Rao, 44, an attorney-turned-children’s book publisher who surprised the local political scene by raising an impressive amount of money. She raised her profile — before running — with an op-ed about “breaking up” with the Democratic Party, and ran as a more progressive potential replacement for DeGette.


🏁 U.S. House District 2 – Democrats: Joe Neguse

This Boulder-area seat is currently occupied by Rep. Jared Polis, a Democrat who is not running for reelection. The Democrats competing for the nomination were Joe Neguse and Mark Williams.

Neguse, who enjoyed establishment support, had a comfortable lead starting early in the night, with 70 percent of votes to Williams’ 30 percent.


🏁 U.S. House District 5 – Republicans: Doug Lamborn

This Colorado Springs-and-suburbs seat is currently occupied by Rep. Doug Lamborn, a Republican. He was challenged by a whole slew of folks, including onetime U.S. Senate candidate Darryl Glenn.

Lamborn cruised to an easy win early in the night — he had more than 50 percent of the first 82,000 votes counted.


🏁 U.S. House District 6 – Democrats: Jason Crow

This Aurora-and-suburbs seat is currently occupied by Rep. Mike Coffman, a Republican. He will be challenged by the winner of this primary, either Jason Crow or Levi Tillemann.

Former U.S. Army Ranger and attorney Jason Crow secured the Democratic nomination for 6th Congressional District race, beating progressive candidate and former U.S. Energy Department advisor Levi Tillemann during Tuesday’s primary election.

That’s the good news for Crow. The bad news? He now gets the pleasure of facing incumbent U.S. Rep. Mike Coffman, a popular Republican congressman who is used to tight races in his district and has dispatched every Democratic challenger handily in the past two general elections.

The seat is seen as the only competitive one among Colorado’s seven congressional districts. Democrats will hope the seat falls under the so-called “blue wave” this fall. The district primarily includes Aurora, with portions of Centennial, Littleton and Brighton.

Crow had establishment support and kind of an on-trend resume for Democrats who want to challenge Republicans perceived as vulnerable. Early results showed Crow with a comfortable lead — his 67 percent to Tillemann’s 33 percent was the slimmest lead of the establishment-backed Democrats in the three Democratic Congressional primaries, but still more than enough to kill suspense in this race early.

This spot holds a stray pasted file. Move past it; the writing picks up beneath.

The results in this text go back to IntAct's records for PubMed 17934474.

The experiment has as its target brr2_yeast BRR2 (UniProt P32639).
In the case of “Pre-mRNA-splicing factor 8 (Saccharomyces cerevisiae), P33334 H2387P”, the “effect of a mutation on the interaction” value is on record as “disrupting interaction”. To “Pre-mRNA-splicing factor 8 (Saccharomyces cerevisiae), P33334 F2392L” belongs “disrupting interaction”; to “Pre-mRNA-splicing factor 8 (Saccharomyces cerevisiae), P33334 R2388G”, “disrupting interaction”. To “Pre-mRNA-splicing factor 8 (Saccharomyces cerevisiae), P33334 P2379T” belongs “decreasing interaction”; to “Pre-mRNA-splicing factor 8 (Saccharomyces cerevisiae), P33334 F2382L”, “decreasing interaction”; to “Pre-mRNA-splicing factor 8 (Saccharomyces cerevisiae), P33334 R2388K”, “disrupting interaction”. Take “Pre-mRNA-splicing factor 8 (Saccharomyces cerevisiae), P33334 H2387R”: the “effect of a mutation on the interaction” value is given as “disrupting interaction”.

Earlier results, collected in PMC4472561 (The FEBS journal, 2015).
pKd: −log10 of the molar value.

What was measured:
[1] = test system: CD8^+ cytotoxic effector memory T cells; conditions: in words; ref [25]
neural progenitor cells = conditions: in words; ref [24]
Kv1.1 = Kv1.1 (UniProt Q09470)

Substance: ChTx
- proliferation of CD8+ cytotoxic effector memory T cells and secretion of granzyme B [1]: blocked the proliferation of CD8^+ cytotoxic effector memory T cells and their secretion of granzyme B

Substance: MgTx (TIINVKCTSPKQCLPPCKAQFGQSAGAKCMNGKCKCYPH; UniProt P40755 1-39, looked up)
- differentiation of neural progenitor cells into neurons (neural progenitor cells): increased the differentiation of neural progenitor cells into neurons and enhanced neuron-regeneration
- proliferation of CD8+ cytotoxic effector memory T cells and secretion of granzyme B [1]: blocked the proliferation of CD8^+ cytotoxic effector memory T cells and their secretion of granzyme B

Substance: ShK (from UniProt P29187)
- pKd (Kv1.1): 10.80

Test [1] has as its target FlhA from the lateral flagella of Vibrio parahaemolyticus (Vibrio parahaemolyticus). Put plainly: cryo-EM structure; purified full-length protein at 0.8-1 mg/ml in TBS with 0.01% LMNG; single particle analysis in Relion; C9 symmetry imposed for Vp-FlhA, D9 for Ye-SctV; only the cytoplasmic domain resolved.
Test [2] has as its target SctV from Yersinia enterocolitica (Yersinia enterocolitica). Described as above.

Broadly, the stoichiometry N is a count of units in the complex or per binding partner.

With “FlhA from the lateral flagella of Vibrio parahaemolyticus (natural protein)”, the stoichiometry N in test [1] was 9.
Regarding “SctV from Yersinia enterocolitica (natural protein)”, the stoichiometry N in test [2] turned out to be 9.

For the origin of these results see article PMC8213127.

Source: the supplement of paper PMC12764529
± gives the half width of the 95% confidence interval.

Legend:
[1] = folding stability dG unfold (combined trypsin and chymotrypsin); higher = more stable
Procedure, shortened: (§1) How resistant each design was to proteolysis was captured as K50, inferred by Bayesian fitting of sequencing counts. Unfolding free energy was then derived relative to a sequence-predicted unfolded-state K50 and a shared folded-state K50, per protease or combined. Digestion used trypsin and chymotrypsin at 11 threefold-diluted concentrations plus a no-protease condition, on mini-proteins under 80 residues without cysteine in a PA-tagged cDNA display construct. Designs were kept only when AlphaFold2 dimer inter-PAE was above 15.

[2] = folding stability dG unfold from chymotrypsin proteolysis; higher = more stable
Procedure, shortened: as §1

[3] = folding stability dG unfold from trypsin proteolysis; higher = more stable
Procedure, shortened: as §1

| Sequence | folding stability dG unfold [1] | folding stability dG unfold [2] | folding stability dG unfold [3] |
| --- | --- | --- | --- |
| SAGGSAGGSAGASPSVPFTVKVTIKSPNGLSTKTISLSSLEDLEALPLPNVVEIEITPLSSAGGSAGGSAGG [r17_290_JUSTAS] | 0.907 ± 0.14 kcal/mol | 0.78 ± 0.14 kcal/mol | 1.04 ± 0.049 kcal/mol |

Tillemann, an energy and strategy consultant, made waves with a secret recording of a conversation with U.S. Rep. Steny Hoyer, and by getting pepper sprayed in the face in a campaign video.


🏁 State Senate District 32 – Democrats: Robert Rodriguez

This central-and-south Denver seat is currently occupied by Sen. Irene Aguilar, who is term-limited. Hazel Gibson, Zach Neumann and Robert Rodriguez competed for their party’s nomination in this safely Democratic district.

By Wednesday morning, Rodriguez had maintained his slim lead with 39 percent, Neumann with 35 percent and Gibson with 27 percent of about 21,000 votes counted. He declared victory just after noon.

“We went against a lot of money, and sometimes that’s not everything,” Rodriguez said on Tuesday night.


🏁 State Senate District 34 – Democrats: Julie Gonzales

This northwest Denver seat is currently occupied by Sen. Lucía Guzmán, who is term-limited. Julie Gonzales, Alan Kennedy-Shaffer and Milo Schwab competed for their party’s nomination in this safely Democratic district.

Julie Gonzales declared victory in Denver’s Senate 34 primary Tuesday night. “This was not about me having all the answers or all the bright ideas that I alone thought up. This is about me listening to the people in the neighborhoods throughout the community.”